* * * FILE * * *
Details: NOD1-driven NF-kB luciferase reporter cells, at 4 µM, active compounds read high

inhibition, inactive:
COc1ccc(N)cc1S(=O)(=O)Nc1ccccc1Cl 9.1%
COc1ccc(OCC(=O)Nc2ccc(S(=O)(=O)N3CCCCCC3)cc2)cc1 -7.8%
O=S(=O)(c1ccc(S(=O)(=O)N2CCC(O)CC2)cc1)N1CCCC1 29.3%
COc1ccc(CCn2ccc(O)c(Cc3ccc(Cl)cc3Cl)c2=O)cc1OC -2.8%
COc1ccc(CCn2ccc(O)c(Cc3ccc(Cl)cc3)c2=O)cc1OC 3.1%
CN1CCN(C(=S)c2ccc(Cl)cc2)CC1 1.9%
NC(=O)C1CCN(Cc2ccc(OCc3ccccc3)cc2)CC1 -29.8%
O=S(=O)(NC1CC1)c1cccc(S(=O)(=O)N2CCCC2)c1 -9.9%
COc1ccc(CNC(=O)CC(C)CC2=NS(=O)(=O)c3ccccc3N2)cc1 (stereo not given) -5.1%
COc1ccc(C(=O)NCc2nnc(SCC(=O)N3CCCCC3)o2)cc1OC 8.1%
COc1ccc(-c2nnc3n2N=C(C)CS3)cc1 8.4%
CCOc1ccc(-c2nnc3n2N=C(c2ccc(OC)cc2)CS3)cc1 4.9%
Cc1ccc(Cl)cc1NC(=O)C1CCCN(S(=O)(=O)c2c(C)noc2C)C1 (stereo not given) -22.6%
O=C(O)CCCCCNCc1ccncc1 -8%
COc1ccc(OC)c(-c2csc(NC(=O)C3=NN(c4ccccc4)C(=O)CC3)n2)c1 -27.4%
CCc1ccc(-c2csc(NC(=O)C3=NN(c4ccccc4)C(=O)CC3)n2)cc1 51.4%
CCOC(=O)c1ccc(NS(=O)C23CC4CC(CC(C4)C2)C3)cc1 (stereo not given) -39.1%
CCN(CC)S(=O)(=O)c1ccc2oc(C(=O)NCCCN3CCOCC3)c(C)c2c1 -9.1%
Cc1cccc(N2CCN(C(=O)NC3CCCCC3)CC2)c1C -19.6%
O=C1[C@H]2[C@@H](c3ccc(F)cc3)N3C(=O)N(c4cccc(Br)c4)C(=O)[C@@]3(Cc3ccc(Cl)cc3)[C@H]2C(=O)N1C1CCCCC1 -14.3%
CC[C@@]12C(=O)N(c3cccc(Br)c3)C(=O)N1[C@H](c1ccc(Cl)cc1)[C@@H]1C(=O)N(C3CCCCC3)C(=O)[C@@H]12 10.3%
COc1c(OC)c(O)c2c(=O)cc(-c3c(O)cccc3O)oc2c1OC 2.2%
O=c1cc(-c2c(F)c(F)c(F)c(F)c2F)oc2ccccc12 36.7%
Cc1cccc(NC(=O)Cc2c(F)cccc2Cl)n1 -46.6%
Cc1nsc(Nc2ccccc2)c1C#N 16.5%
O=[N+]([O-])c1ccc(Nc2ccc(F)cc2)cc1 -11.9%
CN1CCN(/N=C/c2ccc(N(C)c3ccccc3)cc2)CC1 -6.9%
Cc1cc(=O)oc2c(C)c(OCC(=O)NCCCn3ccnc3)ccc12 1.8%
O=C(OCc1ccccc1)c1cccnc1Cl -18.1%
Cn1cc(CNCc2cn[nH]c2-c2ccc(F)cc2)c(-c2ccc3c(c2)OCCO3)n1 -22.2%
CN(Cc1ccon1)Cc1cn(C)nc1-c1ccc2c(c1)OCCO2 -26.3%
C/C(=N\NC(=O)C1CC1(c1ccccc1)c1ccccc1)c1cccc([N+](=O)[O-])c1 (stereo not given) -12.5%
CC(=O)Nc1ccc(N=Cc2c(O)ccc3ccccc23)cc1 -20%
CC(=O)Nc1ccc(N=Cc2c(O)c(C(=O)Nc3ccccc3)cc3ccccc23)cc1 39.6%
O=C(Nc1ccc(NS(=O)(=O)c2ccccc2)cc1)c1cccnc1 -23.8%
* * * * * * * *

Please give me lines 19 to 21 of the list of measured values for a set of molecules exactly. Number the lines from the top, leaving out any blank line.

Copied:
CCOC(=O)c1ccc(NS(=O)C23CC4CC(CC(C4)C2)C3)cc1 (stereo not given) -39.1%
CCN(CC)S(=O)(=O)c1ccc2oc(C(=O)NCCCN3CCOCC3)c(C)c2c1 -9.1%
Cc1cccc(N2CCN(C(=O)NC3CCCCC3)CC2)c1C -19.6%